13. To date, a total of 31 toll highways and toll bridges have been constructed using the Build-Operate-Transfer method. This generally involves a concession period of around 30 to 50 years.
14. During this period the private sector is required to deliver public infrastructure-based services, while it is compensated through lease rental charges – provided that levels of quality and timeliness are maintained.
15. Apart from facilitating movement of passengers and goods, these highways have also increased national growth through the creation of new townships and industrial areas.
16. As of December 2015, Malaysia has so far successfully implemented 754 PPP projects. Overall, the Government has saved a total capital expenditure of RM203.45 billion and total operating expenditure of RM9.25 billion. The total proceeds from sales of Government equity and assets stands at RM6.5 billion.
17. Thousands of jobs have gone from the government payroll, while hundreds of thousands have been created in the private sector.?
Ladies and gentlemen,
18. In Malaysia we have found over the years that when we used conventional procurement methods, cost, time over-run, and late delivery were issues which we frequently had to deal with.
19. PPP on the other hand, provides better and faster delivery. Design and construction risks are borne by the private sector, as are any matters relating to completion and rework. These do not weigh on the Government, which instead sets the Key Performance Indicators to ensure uncompromised quality of service.
20. For countries that want to use the Public Private Partnership (PPP) approach, it is important that the right model is adopted. From our many years of experience, we in Malaysia have learnt that one of the ways to reap maximum benefit from this approach is to have competitive bidding, and not on first come, first serve basis.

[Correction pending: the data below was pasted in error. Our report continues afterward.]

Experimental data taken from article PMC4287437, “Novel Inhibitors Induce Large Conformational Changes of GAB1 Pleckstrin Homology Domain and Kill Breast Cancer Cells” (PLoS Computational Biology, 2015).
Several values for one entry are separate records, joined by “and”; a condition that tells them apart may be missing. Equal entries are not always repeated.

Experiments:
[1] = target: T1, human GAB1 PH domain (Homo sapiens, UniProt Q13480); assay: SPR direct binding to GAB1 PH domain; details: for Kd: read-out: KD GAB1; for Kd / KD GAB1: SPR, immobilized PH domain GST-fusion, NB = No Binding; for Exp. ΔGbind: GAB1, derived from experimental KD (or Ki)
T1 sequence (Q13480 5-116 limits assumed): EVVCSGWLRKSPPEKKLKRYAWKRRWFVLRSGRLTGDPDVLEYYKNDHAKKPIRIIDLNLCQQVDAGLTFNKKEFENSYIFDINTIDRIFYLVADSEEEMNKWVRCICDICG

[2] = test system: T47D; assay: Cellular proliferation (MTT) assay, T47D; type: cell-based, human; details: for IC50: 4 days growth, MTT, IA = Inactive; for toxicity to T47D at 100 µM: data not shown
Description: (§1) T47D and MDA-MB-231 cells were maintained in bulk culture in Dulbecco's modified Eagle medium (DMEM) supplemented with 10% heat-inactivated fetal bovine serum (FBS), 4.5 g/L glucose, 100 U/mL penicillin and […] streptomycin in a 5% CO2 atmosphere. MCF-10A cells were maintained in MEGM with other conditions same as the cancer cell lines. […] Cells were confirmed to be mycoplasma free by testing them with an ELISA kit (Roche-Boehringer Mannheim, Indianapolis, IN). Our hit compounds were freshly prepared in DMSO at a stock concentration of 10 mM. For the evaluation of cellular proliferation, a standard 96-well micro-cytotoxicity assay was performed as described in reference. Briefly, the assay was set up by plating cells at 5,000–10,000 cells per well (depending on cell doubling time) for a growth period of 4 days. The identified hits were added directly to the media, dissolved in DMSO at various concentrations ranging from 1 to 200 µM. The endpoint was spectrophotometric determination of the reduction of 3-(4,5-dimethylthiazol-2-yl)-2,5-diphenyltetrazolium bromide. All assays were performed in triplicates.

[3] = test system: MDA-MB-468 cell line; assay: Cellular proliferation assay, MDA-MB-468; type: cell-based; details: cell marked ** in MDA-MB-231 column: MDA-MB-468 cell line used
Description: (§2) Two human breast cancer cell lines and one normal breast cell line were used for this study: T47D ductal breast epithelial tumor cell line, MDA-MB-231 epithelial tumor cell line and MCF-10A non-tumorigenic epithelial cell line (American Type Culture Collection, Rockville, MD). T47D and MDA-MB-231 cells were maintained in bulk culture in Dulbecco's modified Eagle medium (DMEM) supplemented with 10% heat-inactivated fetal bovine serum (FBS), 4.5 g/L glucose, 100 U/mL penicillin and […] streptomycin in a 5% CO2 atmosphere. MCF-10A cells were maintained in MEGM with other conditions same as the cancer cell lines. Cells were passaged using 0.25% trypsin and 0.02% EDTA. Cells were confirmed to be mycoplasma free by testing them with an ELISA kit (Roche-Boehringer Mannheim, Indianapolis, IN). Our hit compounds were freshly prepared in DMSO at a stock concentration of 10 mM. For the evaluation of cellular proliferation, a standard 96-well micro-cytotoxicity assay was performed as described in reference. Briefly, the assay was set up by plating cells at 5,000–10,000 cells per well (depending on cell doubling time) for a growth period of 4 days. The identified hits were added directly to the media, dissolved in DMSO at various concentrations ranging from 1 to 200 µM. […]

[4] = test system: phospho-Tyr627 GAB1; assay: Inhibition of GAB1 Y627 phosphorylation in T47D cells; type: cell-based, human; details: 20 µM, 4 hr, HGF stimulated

21. Secondly, negotiators on the Government side must match the capabilities and competencies from those representing the private sector. This is to ensure fair and well-balanced results. It must be remembered that the PPP are essentially long term concession agreements, with long term impact, typically over a period of 20 to 30 years, sometimes much longer. As such, it is critical that right from the very onset, a right model is adopted. It is only with the right model that an equitable balance of public and private interests can be achieved.
22. So I would like to urge those here today to take advantage of the capacity building, consultancy and advisory programmes offered by Malaysia.
And, ladies and gentlemen,
23. I can offer Malaysia’s advice with great confidence, as despite the difficult circumstances we all face, our economy “continues to perform well” – to quote the IMF’s most recent report on our country, released just over a month ago.
24. They commended our “prudent monetary policy” and said that “conditions are expected to remain supportive of growth”. Indeed, our trade performance in 2015 exceeded forecasts, and the ratings agency Fitch recently reaffirmed our A- rating and stable outlook.
25. This is against the backdrop of an economy in which Gross National Income grew at an average annual growth rate of 5.5 percent from 2009 and 2015; 1.8 million jobs have been created since 2010, and private investment has more than doubled.